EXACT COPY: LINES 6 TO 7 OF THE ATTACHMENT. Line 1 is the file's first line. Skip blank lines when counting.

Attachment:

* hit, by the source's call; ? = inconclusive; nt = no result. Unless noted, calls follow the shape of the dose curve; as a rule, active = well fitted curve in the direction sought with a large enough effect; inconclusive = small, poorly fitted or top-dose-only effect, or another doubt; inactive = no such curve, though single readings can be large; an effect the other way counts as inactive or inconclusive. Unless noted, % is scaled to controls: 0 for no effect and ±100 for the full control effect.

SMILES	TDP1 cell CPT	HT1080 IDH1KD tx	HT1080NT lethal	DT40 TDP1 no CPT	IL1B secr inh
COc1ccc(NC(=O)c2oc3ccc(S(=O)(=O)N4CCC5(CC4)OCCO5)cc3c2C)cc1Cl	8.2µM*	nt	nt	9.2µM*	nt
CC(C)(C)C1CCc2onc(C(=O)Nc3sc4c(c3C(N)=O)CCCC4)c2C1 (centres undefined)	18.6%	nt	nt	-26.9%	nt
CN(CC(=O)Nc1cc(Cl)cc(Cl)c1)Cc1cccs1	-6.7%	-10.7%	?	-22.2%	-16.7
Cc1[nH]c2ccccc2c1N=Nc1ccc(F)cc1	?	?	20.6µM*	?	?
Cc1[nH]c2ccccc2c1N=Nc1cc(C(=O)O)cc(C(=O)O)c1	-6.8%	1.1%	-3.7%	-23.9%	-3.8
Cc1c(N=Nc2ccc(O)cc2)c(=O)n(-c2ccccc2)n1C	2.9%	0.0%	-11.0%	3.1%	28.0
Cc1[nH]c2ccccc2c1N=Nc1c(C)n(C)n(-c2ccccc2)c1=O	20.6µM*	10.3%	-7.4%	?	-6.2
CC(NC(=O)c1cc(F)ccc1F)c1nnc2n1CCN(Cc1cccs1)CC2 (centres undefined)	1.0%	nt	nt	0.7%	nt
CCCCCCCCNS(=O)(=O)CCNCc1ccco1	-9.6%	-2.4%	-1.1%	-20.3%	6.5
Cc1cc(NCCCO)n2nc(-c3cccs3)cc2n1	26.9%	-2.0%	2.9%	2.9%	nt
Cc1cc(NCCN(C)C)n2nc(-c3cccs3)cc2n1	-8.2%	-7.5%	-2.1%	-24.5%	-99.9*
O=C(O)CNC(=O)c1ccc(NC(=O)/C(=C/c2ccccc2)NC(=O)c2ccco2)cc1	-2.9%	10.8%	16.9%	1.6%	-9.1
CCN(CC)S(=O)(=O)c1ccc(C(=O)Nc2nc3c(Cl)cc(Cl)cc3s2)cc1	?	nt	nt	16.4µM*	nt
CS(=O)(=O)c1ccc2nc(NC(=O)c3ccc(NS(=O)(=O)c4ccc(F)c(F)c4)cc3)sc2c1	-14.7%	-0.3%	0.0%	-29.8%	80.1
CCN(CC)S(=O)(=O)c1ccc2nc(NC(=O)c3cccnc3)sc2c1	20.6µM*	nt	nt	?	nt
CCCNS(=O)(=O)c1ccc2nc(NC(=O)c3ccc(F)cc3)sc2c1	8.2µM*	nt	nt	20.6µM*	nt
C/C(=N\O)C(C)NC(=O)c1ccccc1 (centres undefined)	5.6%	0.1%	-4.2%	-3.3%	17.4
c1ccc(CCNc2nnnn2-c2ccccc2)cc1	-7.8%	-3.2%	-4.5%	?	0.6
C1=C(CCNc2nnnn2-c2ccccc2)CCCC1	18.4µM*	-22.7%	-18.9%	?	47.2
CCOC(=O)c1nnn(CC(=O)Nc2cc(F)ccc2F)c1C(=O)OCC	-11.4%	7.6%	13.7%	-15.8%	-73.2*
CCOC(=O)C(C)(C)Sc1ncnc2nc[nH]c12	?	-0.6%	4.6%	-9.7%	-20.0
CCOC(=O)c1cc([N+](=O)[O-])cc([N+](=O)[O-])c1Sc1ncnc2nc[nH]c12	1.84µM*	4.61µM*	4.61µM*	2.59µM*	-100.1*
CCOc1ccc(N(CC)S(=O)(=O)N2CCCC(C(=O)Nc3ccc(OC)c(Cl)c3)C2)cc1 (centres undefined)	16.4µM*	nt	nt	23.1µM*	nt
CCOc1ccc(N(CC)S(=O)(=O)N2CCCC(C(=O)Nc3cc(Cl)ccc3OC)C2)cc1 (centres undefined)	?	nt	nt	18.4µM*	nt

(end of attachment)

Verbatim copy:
Cc1[nH]c2ccccc2c1N=Nc1ccc(F)cc1	?	?	20.6µM*	?	?
Cc1[nH]c2ccccc2c1N=Nc1cc(C(=O)O)cc(C(=O)O)c1	-6.8%	1.1%	-3.7%	-23.9%	-3.8